Calbuzz has some questions about the poll’s methodology, but it reports data about both the race for governor and Barbara Boxer’s re-election bid, so at the least it’s fun to talk about. While Newsom and his faithful cheerleaders will doubtless trumpet the survey as proving that the race with Brown is tight, they’re unlikely to mention that the poll shows Prince Gavin is viewed negatively statewide: 42 percent have an unfavorable opinion while 40 percent view him favorably, which compares poorly to Brown who has a 48-to-37 percent positive image.

* Pollster weedwhacker questions: Research 2000 says, “A total of 600 likely voters who vote regularly in state elections were interviewed statewide by telephone. Those interviewed were selected by the random variation of the last four digits of telephone numbers. A cross-section of exchanges was utilized in order to ensure an accurate reflection of the state. Quotas were assigned to reflect the voter registration of distribution by county. . . There was an over sample conducted among Democratic and Republican primary voters totaling 400. The margin of error is 5% for both.”

Calbuzz, with considerable experience at statewide polling in California wants to know: 1) If the survey had 600 “likely voters who vote regularly in state elections,” was the sample drawn from the voter list or was it a random distribution of telephone exchanges (RDD)? If the former, what’s the deal with a “cross-section of exchanges”? If the latter, how were likely voters identified? 2) Were voters called who only have cell phones? 3) If quotas were assigned, what’s with the “over sample” and how did the survey come up with 400 Democrats and Republicans from a total of 600 likely voters? 5) The demographics say there were 271 Democrats, 180 Republicans and 149 Independents (600) and also that there were 172 Democratic men and 228 Democratic women (400) and also 208 Republican men and 192 Republican women (400).  We don’t get the math. 6) How did the surveyors decide that 21% of the sample should be Hispanics? 7) Why are voters age 60+ only 19% of the sample? 8.  Were independents included in the primary match-ups?

If it’s news, it’s news to us: In what we thought at first was an exercise in  self-parody, the By God L.A. Times ran a Monday piece discovering the Parsky Commission, which has been laboring for months to rewrite California’s tax code, amid widespread reports and analysis of ideological battles within the group.

Earnestly hewing to the Times’ unwritten code – OK to write it last, as long as you write it long – Eric Bailey churned out a 1,000 word snoozer including such astonishing scoops as this:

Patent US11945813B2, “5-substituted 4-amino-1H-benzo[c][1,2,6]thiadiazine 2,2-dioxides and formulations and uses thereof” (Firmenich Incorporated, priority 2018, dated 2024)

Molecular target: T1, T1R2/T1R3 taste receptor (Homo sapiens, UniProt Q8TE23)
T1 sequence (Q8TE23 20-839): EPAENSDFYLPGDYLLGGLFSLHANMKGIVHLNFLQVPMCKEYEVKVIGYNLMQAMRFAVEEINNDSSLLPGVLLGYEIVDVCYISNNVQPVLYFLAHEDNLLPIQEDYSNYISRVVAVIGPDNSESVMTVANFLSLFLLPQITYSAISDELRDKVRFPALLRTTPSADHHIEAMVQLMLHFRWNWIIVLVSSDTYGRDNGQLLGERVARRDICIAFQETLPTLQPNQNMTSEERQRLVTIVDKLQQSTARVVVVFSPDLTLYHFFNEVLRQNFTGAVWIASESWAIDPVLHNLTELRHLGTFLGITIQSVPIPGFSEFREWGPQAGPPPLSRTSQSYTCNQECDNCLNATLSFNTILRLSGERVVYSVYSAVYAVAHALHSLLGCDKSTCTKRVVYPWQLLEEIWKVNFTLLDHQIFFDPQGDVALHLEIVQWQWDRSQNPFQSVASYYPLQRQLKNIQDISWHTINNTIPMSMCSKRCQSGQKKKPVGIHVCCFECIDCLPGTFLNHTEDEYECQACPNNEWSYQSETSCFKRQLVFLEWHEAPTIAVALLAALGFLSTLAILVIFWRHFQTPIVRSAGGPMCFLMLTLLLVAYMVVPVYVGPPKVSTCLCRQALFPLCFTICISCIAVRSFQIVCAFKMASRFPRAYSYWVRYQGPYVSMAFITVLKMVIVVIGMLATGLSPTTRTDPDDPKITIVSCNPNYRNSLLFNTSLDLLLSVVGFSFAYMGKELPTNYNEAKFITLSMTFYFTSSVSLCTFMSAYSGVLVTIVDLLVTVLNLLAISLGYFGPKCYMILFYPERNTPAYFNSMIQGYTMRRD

“A 14-member panel of political appointees dubbed the Commission on the 21st Century Economy has been meeting quietly since the start of the year to ponder potentially revolutionary changes.”

(Uh, actually, not all that quietly, bro).

“As envisioned by Schwarzenegger and legislative leaders, the notion was to bring together a collection of mostly apolitical wonks to settle issues that deeply divide the Capitol.

It has not been easy.”

Stop the presses, Maude – the Times says there’s politics afoot at the Parsky Commission!

Why Tterry grosserry Gross should be enshrined: Calbuzz pick for smartest political piece of the week is Geoffey Nunberg’s NPR essay on Terry’s  “Fresh Air” about the Republican success in reframing political debate by reinventing  usage of the word “government.”

Nunberg, a professor of linguistics at UC Berkeley, said the GOP is winning the fight over health care reform primarily by deriding Democratic proposals as medicine-by-government:

“In sickness and in health, Republicans have always been better than Democrats at singing from the same hymnal, and right now they’re all turned to the page that’s headed “government takeover.” The charge makes supporters of the Democrats’ health care plans apoplectic. There’s nothing remotely like that in the plans, they say — it’s like equating the provision of public toilets with a takeover of the nation’s bathrooms. Even so, the supporters would as soon leave the word government out of the conversation, which is why they describe the proposed federally run insurance program as the “public option.” Public is the word we use when we want to talk about government approvingly, by focusing on its beneficiaries -– as in public schools, public servants, public lands, and public works.”

Nunberg traced the roots of “government” as epithet back to Wendell Wilkie, but credited Ronald Reagan with finishing off the partisan task of turning it into a curse word:

“Reagan’s real contribution was to shrink the cast of characters to a simple opposition between government and “the people.” Big business was eliminated from the political landscape, absorbed into “the market,” where everyone was free to shop around for the ripest tomatoes. You could no longer ask the question, “Whose side is government on?” — government simply was the other side.”

The transcript of the piece is here and a podcast is here.